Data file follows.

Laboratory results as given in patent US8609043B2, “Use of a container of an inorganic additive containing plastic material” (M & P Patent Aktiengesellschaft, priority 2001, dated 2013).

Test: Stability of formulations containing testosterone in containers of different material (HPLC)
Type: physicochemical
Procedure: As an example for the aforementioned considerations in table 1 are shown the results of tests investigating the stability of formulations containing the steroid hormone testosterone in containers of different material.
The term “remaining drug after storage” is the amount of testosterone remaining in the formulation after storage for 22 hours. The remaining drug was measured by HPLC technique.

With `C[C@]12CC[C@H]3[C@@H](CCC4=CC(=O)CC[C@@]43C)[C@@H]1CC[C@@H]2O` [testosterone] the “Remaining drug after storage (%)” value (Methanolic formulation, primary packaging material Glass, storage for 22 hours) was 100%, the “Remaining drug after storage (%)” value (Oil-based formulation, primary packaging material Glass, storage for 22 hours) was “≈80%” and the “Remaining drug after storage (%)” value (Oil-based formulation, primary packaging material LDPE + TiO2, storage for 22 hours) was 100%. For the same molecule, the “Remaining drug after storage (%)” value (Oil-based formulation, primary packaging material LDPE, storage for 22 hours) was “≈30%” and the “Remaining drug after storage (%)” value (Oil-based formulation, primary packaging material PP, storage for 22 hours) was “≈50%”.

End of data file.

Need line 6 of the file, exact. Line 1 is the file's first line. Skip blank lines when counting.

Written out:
With `C[C@]12CC[C@H]3[C@@H](CCC4=CC(=O)CC[C@@]43C)[C@@H]1CC[C@@H]2O` [testosterone] the “Remaining drug after storage (%)” value (Methanolic formulation, primary packaging material Glass, storage for 22 hours) was 100%, the “Remaining drug after storage (%)” value (Oil-based formulation, primary packaging material Glass, storage for 22 hours) was “≈80%” and the “Remaining drug after storage (%)” value (Oil-based formulation, primary packaging material LDPE + TiO2, storage for 22 hours) was 100%. For the same molecule, the “Remaining drug after storage (%)” value (Oil-based formulation, primary packaging material LDPE, storage for 22 hours) was “≈30%” and the “Remaining drug after storage (%)” value (Oil-based formulation, primary packaging material PP, storage for 22 hours) was “≈50%”.